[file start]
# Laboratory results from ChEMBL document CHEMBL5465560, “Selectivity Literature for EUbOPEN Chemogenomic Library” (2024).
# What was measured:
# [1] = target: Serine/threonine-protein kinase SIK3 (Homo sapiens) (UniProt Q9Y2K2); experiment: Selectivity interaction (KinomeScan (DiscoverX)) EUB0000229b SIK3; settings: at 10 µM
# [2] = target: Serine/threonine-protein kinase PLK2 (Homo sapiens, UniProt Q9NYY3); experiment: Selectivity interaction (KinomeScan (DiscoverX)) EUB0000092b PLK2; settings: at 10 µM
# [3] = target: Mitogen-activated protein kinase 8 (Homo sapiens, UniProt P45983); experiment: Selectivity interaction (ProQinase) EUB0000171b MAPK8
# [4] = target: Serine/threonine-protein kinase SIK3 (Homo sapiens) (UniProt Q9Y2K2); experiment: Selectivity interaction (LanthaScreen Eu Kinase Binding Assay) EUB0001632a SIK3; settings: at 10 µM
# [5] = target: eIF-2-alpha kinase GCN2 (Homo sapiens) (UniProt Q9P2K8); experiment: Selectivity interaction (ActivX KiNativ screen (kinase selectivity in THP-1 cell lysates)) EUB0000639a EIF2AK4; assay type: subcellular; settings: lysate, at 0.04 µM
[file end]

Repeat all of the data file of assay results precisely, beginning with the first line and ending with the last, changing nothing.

# Laboratory results from ChEMBL document CHEMBL5465560, “Selectivity Literature for EUbOPEN Chemogenomic Library” (2024).
# What was measured:
# [1] = target: Serine/threonine-protein kinase SIK3 (Homo sapiens) (UniProt Q9Y2K2); experiment: Selectivity interaction (KinomeScan (DiscoverX)) EUB0000229b SIK3; settings: at 10 µM
# [2] = target: Serine/threonine-protein kinase PLK2 (Homo sapiens, UniProt Q9NYY3); experiment: Selectivity interaction (KinomeScan (DiscoverX)) EUB0000092b PLK2; settings: at 10 µM
# [3] = target: Mitogen-activated protein kinase 8 (Homo sapiens, UniProt P45983); experiment: Selectivity interaction (ProQinase) EUB0000171b MAPK8
# [4] = target: Serine/threonine-protein kinase SIK3 (Homo sapiens) (UniProt Q9Y2K2); experiment: Selectivity interaction (LanthaScreen Eu Kinase Binding Assay) EUB0001632a SIK3; settings: at 10 µM
# [5] = target: eIF-2-alpha kinase GCN2 (Homo sapiens) (UniProt Q9P2K8); experiment: Selectivity interaction (ActivX KiNativ screen (kinase selectivity in THP-1 cell lysates)) EUB0000639a EIF2AK4; assay type: subcellular; settings: lysate, at 0.04 µM